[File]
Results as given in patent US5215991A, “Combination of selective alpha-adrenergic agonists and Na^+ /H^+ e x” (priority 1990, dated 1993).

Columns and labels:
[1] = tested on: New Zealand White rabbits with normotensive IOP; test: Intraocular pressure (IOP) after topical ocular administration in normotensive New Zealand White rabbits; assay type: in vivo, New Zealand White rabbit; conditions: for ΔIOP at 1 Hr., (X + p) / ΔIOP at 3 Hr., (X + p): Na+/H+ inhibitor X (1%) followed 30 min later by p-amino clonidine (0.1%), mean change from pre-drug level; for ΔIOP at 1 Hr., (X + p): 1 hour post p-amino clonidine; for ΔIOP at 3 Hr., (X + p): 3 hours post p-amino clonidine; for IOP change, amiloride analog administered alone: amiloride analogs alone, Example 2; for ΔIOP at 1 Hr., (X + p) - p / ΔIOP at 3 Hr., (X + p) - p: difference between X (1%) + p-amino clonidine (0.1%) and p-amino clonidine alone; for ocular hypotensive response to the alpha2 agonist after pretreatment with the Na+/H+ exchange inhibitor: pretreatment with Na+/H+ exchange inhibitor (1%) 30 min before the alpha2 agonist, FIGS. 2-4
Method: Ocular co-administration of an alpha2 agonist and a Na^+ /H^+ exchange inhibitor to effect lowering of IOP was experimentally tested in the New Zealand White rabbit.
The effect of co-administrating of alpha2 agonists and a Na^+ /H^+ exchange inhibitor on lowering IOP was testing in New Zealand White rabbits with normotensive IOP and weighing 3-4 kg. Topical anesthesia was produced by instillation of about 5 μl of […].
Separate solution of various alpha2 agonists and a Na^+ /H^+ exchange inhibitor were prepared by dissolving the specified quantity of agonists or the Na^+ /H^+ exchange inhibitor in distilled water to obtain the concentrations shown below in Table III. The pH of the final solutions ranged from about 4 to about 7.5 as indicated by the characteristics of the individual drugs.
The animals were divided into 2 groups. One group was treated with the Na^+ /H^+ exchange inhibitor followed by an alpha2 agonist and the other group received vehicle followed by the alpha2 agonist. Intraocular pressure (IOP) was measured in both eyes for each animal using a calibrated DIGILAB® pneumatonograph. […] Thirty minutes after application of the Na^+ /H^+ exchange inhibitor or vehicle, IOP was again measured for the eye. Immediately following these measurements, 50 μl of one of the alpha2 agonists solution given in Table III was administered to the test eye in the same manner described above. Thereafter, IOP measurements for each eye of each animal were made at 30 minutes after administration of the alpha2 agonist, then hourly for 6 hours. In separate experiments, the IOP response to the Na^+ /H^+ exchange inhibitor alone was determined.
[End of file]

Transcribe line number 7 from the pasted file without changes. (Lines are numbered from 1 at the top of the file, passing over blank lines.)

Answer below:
The animals were divided into 2 groups. One group was treated with the Na^+ /H^+ exchange inhibitor followed by an alpha2 agonist and the other group received vehicle followed by the alpha2 agonist. Intraocular pressure (IOP) was measured in both eyes for each animal using a calibrated DIGILAB® pneumatonograph. […] Thirty minutes after application of the Na^+ /H^+ exchange inhibitor or vehicle, IOP was again measured for the eye. Immediately following these measurements, 50 μl of one of the alpha2 agonists solution given in Table III was administered to the test eye in the same manner described above. Thereafter, IOP measurements for each eye of each animal were made at 30 minutes after administration of the alpha2 agonist, then hourly for 6 hours. In separate experiments, the IOP response to the Na^+ /H^+ exchange inhibitor alone was determined.